All entries for July 2005

July 29, 2005

The psychology of habit

Having a long conversation with my lovely boyfriend last night, we stumbled upon a subject neither of us know much about, but that we seem to disagree on.

Are the things you do on a daily basis stimulated purely by habit or by a conscious recognition of the reason behind them? Justin used the example of brushing your teeth. He argued that the action is entirely stimulated by your ingrained habit of having performed it repeatedly for years upon years. I would be inclined to disagree and suggest that it is in part a result of you consciously recognising that you haven't cleaned your teeth. But I really don't know. Hmmm


July 28, 2005

Fundamental religion… an addendum

Further to Chris's comment on my last entry, the following debate does indeed seem interesting:

(To paraphrase) If we accept the possibility that the Bible may not be literally the word of God, are our laws defined by a Christian moral code or is the Christian moral code defined by a set of pragmatic civil rules?


July 19, 2005

Fundamental religion?

What would our notion of good and evil be if we had no religion? Would we still have an innate sense of right or wrong as human beings? Or are our morals so fundamentally based on religion that very few people living in the Christian world can truly say they are not religious.

July 18, 2005

Personality predictions

According to an article in New Scientist (yeay – a lack of study and rehearsals means I'm actually having time to read!) your tendancy to be religious is at least partly dependent on your genetic makeup. This flies in the face of the previous nurture over nature evidence which suggested that the religious beliefs of children were proportional to those of their parents. The evidence was derived from a study examining the differences between identical and fraternal twins: identical twins showed far more similarity in adulthood.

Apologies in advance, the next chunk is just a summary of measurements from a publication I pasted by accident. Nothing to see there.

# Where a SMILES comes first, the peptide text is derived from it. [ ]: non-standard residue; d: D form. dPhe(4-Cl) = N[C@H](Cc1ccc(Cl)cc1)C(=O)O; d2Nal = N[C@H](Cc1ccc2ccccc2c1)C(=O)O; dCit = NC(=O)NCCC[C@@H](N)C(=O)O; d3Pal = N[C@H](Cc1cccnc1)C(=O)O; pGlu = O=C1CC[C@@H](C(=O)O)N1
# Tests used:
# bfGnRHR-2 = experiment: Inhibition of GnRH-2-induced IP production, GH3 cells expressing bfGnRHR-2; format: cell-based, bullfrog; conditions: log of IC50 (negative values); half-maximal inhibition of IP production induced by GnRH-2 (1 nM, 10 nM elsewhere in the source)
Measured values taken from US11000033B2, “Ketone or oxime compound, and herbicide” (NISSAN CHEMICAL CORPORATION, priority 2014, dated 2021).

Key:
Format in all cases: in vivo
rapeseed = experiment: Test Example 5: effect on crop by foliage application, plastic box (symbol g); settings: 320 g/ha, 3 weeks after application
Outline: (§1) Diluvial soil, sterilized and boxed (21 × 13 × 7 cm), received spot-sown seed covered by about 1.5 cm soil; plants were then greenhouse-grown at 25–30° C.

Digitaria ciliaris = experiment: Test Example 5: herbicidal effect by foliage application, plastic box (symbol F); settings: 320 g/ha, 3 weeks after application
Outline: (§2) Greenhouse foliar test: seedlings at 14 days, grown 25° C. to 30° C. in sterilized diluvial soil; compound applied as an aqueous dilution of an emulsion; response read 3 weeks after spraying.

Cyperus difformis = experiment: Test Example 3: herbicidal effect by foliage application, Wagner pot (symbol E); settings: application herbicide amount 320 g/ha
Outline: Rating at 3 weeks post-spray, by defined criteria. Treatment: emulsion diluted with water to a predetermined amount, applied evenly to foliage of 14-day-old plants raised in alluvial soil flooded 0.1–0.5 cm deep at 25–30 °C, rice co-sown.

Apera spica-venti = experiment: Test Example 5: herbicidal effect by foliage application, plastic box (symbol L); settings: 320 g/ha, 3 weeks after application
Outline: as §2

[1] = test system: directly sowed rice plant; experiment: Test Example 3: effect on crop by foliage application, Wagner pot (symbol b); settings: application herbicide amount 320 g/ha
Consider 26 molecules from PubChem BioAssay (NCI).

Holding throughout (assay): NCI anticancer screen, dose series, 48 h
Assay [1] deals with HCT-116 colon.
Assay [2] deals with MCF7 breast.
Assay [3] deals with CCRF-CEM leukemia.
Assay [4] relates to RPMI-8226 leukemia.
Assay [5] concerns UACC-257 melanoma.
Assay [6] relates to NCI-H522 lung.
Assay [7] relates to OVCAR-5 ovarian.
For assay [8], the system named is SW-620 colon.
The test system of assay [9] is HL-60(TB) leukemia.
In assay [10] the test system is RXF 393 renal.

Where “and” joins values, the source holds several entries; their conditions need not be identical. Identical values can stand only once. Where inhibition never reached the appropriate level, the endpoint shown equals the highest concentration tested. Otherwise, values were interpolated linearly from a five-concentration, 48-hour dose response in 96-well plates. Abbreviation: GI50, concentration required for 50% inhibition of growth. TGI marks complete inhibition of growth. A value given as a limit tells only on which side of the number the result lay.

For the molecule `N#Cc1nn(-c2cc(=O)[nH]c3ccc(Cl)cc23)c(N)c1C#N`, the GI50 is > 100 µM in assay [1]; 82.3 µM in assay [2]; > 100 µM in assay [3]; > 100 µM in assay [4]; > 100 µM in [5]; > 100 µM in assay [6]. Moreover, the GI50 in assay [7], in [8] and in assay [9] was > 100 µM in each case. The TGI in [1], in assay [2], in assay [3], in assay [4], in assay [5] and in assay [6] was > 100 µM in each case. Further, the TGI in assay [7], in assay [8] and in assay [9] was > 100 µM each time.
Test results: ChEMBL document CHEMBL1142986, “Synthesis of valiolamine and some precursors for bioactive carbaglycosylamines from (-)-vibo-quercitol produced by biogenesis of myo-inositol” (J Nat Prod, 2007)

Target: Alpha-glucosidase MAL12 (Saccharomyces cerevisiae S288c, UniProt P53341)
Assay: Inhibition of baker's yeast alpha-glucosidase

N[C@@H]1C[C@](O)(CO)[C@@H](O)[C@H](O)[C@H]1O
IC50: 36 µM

Despite my keenness as a biologist to understand the origins of our physical and mental capabilities and characteristics and to be able to use this knowledge to alleviate the suffering of many with genetic diseases I worry that we could go too far. I think I fundamentally disagree with the screening and termination of embryos on the basis of relatively minor genetic diseases. Some of the most interesting and intelligent children I've met have been those with Asperger's or autism and one of my best friends at school has a brother with Down's Syndrome and he's one of the happiest and most genuine people I know.

It worries me slightly that we are getting into the realms of predicting fundamental character traits. Will we reach a point when we can predict with a defined level of certainty what our children are going to be like physically AND mentally? And will this not be restrictive and take much of the mystery out of life and parenthood?


July 2005

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